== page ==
You have a WordPress blog that has been compromised or hacked. Some script on the server is sending spam emails and you do know which one. Try the following steps to find and remove the bad script.
1. Create a file called phpmail.log
2. Change permissions on the file so that the web server can write to it. This can be done in many ways.
chown httpd:httpd /var/log/phpmail.log
chmod 777 /var/log/phpmail.log
3. Locate your php.ini file (in case of RHEL, CenOS and SuSE, it will here: /etc/php.ini). Edit/add the following two lines are in file
mail.add_x_header = On
mail.log = /var/log/phpmail.log
4. Restart your web server
service httpd restart
5. Now tail the log file…
tail -f /var/log/phpmail.log
When an email is sent from a PHP script you will see an entry in the log that looks like this…
mail() on [/var/www/html/site2/wp-content/plugins/wp-image-hover-lite/admin/functions.php(1967) : eval()’d code:775]: To: email@example.com — Headers: Date: Mon, 26 Dec 2016 06:55:17 +0000 From: Joe Smith <firstname.lastname@example.org> Message-ID: <email@example.com> X-Priority: 3 MIME-Version: 1.0 Content-Type: multipart/alternative; boundary=”b1_5cd2be098536da5aefaba80101b8a1a3″ Content-Transfer-Encoding: 8bit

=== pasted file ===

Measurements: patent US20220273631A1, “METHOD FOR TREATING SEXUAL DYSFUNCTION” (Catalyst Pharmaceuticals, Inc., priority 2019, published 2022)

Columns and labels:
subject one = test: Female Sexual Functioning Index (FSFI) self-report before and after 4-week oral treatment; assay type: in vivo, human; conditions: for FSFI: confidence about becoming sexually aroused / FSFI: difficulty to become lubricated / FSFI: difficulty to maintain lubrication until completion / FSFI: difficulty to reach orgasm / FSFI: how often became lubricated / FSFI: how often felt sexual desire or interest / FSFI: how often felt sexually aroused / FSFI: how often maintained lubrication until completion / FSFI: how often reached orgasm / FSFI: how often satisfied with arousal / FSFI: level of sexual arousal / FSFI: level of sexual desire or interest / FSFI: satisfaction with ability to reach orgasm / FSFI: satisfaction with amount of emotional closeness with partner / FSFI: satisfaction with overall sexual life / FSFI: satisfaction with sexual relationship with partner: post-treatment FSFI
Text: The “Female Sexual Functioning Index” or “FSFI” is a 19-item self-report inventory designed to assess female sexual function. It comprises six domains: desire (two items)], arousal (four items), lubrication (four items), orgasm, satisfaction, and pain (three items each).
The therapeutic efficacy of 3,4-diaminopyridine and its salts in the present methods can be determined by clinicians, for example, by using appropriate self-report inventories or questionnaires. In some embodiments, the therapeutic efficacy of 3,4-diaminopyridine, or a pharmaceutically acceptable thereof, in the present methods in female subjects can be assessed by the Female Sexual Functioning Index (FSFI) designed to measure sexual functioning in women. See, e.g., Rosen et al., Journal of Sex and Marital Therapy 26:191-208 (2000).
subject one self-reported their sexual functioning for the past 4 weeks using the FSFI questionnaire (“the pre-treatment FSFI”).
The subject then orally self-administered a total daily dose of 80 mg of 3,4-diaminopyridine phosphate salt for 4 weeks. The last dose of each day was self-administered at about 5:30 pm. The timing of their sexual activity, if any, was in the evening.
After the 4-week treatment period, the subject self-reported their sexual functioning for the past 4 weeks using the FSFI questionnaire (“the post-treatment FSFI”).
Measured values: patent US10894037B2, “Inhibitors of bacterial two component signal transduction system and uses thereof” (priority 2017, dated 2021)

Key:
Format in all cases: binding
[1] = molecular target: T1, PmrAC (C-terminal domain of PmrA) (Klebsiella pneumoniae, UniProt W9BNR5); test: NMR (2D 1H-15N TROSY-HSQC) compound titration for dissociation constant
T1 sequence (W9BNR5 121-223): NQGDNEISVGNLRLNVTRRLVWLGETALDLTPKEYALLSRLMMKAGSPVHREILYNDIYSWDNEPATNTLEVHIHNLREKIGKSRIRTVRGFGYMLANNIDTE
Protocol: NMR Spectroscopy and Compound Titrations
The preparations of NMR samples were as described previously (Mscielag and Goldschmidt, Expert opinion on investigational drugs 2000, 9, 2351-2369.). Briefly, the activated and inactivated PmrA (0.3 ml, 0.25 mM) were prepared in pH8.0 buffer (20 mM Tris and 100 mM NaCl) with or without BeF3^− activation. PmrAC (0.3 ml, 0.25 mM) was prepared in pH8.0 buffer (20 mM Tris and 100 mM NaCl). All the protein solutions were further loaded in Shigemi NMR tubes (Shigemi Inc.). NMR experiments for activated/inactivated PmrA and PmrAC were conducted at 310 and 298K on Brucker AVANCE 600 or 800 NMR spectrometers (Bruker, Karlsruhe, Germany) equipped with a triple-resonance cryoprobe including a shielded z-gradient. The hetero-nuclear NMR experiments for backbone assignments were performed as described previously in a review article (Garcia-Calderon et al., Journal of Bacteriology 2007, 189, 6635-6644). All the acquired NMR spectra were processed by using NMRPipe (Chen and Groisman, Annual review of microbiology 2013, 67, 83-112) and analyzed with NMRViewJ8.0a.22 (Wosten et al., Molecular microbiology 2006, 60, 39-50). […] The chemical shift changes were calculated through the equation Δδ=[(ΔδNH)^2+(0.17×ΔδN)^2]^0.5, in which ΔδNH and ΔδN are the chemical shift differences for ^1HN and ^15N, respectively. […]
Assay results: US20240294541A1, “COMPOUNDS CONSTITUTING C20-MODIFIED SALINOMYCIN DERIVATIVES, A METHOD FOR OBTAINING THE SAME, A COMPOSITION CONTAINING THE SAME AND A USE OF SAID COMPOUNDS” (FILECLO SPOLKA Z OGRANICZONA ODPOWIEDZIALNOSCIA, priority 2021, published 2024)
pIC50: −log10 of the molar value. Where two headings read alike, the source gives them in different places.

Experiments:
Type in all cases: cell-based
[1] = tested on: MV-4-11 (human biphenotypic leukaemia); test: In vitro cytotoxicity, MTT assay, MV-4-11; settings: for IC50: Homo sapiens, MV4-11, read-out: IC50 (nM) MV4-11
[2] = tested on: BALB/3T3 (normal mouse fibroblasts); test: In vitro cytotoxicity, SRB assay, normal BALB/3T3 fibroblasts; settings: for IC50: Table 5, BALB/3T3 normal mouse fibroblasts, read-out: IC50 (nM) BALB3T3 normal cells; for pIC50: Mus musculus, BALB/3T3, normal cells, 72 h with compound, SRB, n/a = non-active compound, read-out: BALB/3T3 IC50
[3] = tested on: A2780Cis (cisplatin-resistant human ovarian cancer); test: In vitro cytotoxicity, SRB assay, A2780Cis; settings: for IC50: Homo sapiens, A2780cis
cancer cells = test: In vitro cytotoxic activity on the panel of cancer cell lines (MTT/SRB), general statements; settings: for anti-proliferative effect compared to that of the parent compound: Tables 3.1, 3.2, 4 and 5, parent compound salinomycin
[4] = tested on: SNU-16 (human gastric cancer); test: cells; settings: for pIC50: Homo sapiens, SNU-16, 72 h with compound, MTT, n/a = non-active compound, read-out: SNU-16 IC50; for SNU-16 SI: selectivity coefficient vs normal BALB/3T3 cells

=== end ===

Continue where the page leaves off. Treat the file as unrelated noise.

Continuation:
In this case the offending script can be seen in bold above. Check out this script and delete it if it looks suspicious.
The following command will list all the open tcp and udp connections
netstat -anp --tcp --udp
An inode is used for every file in the filesystem. If the system is running out of inodes that means there are some directories with a lot of files in them.
The following command will find the directories with most files.
find / -xdev -printf '%h\n' | sort | uniq -c | sort -k 1 -n
The following command list free inodes on all filesystems
Empty an in-use nohup.out file
cat /dev/null >nohup.out
If the file is not in use, the following works in bash
The command above empties out the file foo.log
If sudo is needed, truncate can be used as well
sudo truncate -s 0 foo.log
-s is the size option. 0 in this example sets the size to 0 bytes
Do you have threads locked in a state that looks like this?
at java.lang.Object.wait(Native Method)
- waiting on <26457185> (a java.util.HashMap)
This usually happens when the applications trying to use IPv6, when the environment is really only configured for IPv4.
The solution is to configure the the Java processes to prefer the IPv4 stack. The default is to prefer the IPv6 stack. This can be done by specifying a JVM argument to prefer IPv4.
A detailed explanation of this problem can be found here: http://wiki.zimbra.com/wiki/Configuring_for_IPv4